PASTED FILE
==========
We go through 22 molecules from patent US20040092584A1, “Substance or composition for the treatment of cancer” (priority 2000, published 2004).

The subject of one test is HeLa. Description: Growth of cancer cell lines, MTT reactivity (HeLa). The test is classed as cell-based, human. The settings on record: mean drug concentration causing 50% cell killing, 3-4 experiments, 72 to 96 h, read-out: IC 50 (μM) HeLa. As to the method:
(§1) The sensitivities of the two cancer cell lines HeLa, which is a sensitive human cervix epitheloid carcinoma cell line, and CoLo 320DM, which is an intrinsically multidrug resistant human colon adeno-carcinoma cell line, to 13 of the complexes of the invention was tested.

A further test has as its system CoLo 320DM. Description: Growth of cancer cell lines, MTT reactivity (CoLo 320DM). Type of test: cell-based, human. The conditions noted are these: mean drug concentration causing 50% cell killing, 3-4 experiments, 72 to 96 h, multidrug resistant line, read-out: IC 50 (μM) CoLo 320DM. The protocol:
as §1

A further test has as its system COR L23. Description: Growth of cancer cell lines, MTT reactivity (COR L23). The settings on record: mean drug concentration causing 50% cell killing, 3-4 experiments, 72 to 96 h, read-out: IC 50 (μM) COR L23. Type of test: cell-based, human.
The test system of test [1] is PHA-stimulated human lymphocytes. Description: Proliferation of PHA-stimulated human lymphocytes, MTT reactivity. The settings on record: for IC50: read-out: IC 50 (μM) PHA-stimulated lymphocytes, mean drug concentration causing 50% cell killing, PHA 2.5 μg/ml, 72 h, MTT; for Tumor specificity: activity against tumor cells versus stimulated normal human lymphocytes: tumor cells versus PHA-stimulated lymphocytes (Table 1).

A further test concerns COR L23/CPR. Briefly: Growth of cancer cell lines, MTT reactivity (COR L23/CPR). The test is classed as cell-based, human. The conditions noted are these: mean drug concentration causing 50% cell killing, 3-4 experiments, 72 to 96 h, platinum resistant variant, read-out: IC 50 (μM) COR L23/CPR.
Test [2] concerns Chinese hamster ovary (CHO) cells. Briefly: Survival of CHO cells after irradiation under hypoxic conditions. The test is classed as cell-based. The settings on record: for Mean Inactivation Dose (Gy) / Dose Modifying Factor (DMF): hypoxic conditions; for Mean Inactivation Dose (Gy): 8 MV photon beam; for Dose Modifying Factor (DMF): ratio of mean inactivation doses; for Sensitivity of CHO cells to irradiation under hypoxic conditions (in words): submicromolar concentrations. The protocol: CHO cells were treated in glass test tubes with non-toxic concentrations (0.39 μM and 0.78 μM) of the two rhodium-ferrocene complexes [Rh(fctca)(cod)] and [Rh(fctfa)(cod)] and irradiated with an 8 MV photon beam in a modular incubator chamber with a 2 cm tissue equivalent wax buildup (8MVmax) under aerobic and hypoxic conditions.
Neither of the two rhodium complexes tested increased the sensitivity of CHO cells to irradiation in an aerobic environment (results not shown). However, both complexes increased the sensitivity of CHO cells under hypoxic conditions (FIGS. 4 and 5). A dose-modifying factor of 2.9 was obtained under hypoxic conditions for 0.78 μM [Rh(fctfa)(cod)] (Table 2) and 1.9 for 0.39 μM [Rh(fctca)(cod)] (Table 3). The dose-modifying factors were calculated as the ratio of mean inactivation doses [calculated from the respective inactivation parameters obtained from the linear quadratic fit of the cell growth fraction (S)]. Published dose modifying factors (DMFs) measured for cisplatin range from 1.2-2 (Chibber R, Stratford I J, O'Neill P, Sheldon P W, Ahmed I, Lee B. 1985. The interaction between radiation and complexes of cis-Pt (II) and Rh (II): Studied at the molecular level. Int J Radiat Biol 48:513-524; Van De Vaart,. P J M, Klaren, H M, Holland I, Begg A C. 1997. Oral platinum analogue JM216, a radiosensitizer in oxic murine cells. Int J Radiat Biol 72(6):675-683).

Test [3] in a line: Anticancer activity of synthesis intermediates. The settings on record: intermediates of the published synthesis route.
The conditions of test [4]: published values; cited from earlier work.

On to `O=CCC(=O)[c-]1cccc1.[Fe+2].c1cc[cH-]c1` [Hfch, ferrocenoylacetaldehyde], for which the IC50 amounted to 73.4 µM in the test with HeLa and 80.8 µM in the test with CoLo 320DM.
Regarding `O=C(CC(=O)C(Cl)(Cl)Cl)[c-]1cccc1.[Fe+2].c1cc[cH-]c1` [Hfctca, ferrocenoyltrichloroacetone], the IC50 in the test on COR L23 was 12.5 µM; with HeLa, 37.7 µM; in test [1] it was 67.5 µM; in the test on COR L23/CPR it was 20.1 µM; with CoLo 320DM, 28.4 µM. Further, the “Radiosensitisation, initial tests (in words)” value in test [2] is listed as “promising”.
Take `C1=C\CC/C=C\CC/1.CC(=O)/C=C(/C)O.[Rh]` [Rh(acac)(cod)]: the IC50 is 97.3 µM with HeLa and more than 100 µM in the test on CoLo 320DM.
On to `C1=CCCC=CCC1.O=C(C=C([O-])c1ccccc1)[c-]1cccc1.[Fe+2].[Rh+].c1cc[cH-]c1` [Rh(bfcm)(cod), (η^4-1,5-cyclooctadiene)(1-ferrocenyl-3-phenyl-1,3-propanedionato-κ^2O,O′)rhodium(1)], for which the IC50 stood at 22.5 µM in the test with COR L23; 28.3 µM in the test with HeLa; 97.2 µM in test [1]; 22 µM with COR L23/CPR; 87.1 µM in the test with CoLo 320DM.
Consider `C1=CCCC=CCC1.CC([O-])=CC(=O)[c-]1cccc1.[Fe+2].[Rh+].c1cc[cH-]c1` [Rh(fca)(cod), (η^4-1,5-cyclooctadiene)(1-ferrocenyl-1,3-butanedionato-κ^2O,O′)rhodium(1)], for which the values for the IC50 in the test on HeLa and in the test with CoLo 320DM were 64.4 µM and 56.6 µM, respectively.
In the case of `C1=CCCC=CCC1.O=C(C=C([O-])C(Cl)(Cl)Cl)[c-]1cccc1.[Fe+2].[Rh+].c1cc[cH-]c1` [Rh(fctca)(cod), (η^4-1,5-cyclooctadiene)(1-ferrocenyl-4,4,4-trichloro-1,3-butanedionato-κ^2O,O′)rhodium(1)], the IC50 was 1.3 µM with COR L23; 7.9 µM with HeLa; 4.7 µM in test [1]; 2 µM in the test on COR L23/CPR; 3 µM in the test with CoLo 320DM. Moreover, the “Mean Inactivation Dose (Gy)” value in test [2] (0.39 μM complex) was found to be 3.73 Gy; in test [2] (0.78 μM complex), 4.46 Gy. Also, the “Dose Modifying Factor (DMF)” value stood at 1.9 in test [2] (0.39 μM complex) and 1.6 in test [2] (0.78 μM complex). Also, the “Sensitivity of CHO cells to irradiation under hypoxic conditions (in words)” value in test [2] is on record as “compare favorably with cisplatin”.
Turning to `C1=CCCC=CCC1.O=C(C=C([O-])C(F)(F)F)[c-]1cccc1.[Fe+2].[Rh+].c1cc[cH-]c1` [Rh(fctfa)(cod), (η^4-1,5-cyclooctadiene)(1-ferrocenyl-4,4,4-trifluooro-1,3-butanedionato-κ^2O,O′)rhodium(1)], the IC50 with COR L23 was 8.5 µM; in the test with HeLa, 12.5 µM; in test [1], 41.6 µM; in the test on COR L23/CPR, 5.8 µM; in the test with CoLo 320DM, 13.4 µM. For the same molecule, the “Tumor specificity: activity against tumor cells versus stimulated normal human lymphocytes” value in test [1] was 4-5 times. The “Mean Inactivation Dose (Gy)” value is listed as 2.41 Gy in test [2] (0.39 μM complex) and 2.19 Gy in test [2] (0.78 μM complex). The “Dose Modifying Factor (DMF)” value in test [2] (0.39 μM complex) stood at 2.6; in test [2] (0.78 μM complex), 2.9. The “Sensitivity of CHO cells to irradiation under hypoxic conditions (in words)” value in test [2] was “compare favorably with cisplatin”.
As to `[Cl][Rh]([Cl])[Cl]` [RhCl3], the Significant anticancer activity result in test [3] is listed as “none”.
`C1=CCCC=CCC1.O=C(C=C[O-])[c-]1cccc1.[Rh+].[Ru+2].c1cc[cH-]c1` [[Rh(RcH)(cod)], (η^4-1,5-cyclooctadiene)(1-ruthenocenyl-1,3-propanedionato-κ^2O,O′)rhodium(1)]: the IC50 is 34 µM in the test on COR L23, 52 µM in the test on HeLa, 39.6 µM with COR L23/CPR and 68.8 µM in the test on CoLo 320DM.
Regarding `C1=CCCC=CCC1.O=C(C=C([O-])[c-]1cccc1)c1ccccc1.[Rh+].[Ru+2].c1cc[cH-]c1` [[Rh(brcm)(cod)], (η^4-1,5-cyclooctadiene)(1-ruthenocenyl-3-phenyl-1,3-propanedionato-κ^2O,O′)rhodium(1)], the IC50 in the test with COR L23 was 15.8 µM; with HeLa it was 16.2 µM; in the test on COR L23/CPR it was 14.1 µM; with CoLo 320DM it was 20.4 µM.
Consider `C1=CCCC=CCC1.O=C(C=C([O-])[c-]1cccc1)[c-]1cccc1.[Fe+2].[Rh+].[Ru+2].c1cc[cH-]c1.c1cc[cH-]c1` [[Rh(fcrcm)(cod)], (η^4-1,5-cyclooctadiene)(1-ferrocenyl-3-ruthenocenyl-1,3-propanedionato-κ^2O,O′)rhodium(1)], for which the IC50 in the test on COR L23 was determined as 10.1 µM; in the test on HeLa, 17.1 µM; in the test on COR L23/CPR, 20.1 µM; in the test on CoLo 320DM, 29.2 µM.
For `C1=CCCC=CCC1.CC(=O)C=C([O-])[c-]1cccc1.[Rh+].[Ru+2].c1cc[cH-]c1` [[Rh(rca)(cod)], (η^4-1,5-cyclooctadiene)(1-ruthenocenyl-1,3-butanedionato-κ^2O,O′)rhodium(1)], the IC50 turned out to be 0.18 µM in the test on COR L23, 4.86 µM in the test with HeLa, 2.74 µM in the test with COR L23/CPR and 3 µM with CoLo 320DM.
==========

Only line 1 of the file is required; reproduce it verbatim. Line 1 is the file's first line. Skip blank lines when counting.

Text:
We go through 22 molecules from patent US20040092584A1, “Substance or composition for the treatment of cancer” (priority 2000, published 2004).